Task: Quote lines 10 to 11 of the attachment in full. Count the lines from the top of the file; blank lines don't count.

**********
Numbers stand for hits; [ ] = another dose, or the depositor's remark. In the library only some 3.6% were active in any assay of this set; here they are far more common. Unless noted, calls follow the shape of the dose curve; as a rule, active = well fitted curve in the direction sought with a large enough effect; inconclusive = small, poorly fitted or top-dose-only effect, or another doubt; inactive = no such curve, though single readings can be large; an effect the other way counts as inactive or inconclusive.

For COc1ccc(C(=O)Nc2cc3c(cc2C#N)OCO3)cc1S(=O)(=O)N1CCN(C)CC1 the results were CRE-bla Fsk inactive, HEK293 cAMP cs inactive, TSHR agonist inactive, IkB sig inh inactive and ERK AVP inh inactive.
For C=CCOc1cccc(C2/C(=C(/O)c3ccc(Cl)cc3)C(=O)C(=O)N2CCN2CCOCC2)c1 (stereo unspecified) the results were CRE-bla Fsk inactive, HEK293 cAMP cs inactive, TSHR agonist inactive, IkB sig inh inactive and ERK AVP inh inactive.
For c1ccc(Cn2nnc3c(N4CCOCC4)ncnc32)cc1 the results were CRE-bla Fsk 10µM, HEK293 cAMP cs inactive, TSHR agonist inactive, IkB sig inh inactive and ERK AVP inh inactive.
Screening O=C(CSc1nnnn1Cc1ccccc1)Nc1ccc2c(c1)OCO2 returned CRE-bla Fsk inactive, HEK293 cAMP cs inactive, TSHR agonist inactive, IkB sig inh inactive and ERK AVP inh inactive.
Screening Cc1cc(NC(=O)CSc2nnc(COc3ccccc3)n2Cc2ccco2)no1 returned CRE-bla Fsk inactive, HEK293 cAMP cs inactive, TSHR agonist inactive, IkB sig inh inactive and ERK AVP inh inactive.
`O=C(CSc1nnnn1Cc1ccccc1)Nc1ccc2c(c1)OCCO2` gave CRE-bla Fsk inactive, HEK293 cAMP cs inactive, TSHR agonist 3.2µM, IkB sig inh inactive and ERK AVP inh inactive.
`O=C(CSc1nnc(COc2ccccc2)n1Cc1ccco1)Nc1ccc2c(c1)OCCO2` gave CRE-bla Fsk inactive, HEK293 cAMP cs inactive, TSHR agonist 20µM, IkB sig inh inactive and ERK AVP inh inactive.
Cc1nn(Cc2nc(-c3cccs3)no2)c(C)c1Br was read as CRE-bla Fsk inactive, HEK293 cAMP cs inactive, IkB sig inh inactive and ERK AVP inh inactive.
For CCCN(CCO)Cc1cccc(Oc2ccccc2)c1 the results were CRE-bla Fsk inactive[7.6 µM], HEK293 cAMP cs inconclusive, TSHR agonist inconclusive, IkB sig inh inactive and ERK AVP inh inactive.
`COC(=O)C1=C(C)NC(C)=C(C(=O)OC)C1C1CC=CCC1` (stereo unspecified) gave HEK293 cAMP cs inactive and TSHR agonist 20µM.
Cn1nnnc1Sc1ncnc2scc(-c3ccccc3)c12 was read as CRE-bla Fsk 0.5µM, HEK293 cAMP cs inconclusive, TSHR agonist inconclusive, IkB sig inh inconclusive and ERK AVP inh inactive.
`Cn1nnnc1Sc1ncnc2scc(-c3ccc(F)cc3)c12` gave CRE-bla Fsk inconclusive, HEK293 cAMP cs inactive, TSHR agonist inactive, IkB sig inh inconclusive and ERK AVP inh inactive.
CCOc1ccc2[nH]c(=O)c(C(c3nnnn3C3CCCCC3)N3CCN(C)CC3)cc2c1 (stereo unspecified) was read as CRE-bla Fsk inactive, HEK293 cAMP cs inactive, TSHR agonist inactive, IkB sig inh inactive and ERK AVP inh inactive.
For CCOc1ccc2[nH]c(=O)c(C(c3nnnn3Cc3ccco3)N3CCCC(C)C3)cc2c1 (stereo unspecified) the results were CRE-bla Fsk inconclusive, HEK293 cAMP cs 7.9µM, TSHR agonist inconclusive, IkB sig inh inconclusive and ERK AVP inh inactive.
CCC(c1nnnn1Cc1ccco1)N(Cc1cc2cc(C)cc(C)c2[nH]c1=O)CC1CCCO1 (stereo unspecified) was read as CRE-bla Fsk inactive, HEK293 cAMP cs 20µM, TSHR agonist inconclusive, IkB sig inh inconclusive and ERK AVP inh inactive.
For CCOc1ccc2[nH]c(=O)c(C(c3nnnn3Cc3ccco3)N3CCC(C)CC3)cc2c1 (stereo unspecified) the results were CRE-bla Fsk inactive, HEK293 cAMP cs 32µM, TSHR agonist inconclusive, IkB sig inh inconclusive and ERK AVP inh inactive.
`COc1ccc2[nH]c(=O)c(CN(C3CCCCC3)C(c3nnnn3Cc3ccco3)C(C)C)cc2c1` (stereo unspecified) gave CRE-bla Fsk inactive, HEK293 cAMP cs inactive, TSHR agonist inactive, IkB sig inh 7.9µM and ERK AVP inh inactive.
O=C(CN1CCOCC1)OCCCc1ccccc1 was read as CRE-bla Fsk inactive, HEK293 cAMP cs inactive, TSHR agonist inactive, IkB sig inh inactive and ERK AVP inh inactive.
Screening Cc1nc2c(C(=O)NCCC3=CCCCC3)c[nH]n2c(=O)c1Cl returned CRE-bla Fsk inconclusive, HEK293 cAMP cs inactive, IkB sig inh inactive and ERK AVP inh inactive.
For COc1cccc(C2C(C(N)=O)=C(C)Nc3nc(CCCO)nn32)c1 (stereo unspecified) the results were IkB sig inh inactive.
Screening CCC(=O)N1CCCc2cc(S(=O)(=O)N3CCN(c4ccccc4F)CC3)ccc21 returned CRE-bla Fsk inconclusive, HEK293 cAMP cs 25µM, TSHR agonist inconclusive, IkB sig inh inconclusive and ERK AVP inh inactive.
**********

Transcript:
For CCCN(CCO)Cc1cccc(Oc2ccccc2)c1 the results were CRE-bla Fsk inactive[7.6 µM], HEK293 cAMP cs inconclusive, TSHR agonist inconclusive, IkB sig inh inactive and ERK AVP inh inactive.
`COC(=O)C1=C(C)NC(C)=C(C(=O)OC)C1C1CC=CCC1` (stereo unspecified) gave HEK293 cAMP cs inactive and TSHR agonist 20µM.